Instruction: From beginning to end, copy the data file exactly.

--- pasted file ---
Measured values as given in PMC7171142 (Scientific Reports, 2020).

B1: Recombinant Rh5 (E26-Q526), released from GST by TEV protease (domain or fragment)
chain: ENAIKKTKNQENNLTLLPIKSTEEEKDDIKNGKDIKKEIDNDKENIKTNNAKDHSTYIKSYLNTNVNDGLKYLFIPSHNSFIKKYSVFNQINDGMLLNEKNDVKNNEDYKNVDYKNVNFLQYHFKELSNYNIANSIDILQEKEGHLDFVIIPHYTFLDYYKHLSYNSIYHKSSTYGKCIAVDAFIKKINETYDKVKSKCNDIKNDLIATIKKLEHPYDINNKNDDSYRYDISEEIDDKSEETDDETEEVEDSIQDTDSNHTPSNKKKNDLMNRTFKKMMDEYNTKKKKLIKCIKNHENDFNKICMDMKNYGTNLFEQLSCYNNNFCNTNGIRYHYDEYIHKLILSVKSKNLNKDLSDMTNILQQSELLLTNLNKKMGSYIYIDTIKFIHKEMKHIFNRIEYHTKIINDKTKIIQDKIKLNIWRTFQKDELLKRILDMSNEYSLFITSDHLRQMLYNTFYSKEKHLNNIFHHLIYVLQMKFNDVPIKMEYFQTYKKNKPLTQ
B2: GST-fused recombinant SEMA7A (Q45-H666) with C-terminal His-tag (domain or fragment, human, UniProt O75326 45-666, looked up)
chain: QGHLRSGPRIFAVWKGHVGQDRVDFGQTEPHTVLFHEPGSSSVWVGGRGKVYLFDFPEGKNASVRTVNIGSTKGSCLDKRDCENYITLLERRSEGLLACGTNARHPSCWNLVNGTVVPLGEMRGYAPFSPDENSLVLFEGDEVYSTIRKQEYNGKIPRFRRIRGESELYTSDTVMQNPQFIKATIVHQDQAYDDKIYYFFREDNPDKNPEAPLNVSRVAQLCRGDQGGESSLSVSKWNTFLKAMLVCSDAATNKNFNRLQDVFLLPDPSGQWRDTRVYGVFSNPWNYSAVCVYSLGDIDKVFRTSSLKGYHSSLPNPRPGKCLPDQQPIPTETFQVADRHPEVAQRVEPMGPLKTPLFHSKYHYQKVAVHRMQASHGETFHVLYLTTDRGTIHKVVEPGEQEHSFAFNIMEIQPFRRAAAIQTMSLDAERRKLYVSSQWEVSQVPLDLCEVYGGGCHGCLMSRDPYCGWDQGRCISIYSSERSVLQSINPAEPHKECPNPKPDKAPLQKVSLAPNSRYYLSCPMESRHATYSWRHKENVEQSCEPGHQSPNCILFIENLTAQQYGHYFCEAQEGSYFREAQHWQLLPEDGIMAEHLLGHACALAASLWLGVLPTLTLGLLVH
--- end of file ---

Measured values as given in PMC7171142 (Scientific Reports, 2020).

B1: Recombinant Rh5 (E26-Q526), released from GST by TEV protease (domain or fragment)
chain: ENAIKKTKNQENNLTLLPIKSTEEEKDDIKNGKDIKKEIDNDKENIKTNNAKDHSTYIKSYLNTNVNDGLKYLFIPSHNSFIKKYSVFNQINDGMLLNEKNDVKNNEDYKNVDYKNVNFLQYHFKELSNYNIANSIDILQEKEGHLDFVIIPHYTFLDYYKHLSYNSIYHKSSTYGKCIAVDAFIKKINETYDKVKSKCNDIKNDLIATIKKLEHPYDINNKNDDSYRYDISEEIDDKSEETDDETEEVEDSIQDTDSNHTPSNKKKNDLMNRTFKKMMDEYNTKKKKLIKCIKNHENDFNKICMDMKNYGTNLFEQLSCYNNNFCNTNGIRYHYDEYIHKLILSVKSKNLNKDLSDMTNILQQSELLLTNLNKKMGSYIYIDTIKFIHKEMKHIFNRIEYHTKIINDKTKIIQDKIKLNIWRTFQKDELLKRILDMSNEYSLFITSDHLRQMLYNTFYSKEKHLNNIFHHLIYVLQMKFNDVPIKMEYFQTYKKNKPLTQ
B2: GST-fused recombinant SEMA7A (Q45-H666) with C-terminal His-tag (domain or fragment, human, UniProt O75326 45-666, looked up)
chain: QGHLRSGPRIFAVWKGHVGQDRVDFGQTEPHTVLFHEPGSSSVWVGGRGKVYLFDFPEGKNASVRTVNIGSTKGSCLDKRDCENYITLLERRSEGLLACGTNARHPSCWNLVNGTVVPLGEMRGYAPFSPDENSLVLFEGDEVYSTIRKQEYNGKIPRFRRIRGESELYTSDTVMQNPQFIKATIVHQDQAYDDKIYYFFREDNPDKNPEAPLNVSRVAQLCRGDQGGESSLSVSKWNTFLKAMLVCSDAATNKNFNRLQDVFLLPDPSGQWRDTRVYGVFSNPWNYSAVCVYSLGDIDKVFRTSSLKGYHSSLPNPRPGKCLPDQQPIPTETFQVADRHPEVAQRVEPMGPLKTPLFHSKYHYQKVAVHRMQASHGETFHVLYLTTDRGTIHKVVEPGEQEHSFAFNIMEIQPFRRAAAIQTMSLDAERRKLYVSSQWEVSQVPLDLCEVYGGGCHGCLMSRDPYCGWDQGRCISIYSSERSVLQSINPAEPHKECPNPKPDKAPLQKVSLAPNSRYYLSCPMESRHATYSWRHKENVEQSCEPGHQSPNCILFIENLTAQQYGHYFCEAQEGSYFREAQHWQLLPEDGIMAEHLLGHACALAASLWLGVLPTLTLGLLVH